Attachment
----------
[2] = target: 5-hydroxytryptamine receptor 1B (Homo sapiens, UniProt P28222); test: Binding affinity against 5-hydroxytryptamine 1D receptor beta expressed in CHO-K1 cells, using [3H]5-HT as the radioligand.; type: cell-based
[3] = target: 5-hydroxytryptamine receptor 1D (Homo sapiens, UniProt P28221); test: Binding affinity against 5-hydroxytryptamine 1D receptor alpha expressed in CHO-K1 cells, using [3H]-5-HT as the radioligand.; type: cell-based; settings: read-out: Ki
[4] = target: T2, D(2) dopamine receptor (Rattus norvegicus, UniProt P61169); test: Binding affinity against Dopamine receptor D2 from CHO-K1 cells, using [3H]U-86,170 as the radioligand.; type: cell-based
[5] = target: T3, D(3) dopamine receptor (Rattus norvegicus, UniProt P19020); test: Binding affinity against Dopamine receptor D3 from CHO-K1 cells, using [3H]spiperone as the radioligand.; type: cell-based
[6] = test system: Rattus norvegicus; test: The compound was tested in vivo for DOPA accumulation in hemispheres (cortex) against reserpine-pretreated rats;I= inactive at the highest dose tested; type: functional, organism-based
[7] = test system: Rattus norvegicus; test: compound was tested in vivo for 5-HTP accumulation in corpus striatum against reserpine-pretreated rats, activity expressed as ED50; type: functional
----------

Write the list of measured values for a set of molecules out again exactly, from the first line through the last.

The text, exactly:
[2] = target: 5-hydroxytryptamine receptor 1B (Homo sapiens, UniProt P28222); test: Binding affinity against 5-hydroxytryptamine 1D receptor beta expressed in CHO-K1 cells, using [3H]5-HT as the radioligand.; type: cell-based
[3] = target: 5-hydroxytryptamine receptor 1D (Homo sapiens, UniProt P28221); test: Binding affinity against 5-hydroxytryptamine 1D receptor alpha expressed in CHO-K1 cells, using [3H]-5-HT as the radioligand.; type: cell-based; settings: read-out: Ki
[4] = target: T2, D(2) dopamine receptor (Rattus norvegicus, UniProt P61169); test: Binding affinity against Dopamine receptor D2 from CHO-K1 cells, using [3H]U-86,170 as the radioligand.; type: cell-based
[5] = target: T3, D(3) dopamine receptor (Rattus norvegicus, UniProt P19020); test: Binding affinity against Dopamine receptor D3 from CHO-K1 cells, using [3H]spiperone as the radioligand.; type: cell-based
[6] = test system: Rattus norvegicus; test: The compound was tested in vivo for DOPA accumulation in hemispheres (cortex) against reserpine-pretreated rats;I= inactive at the highest dose tested; type: functional, organism-based
[7] = test system: Rattus norvegicus; test: compound was tested in vivo for 5-HTP accumulation in corpus striatum against reserpine-pretreated rats, activity expressed as ED50; type: functional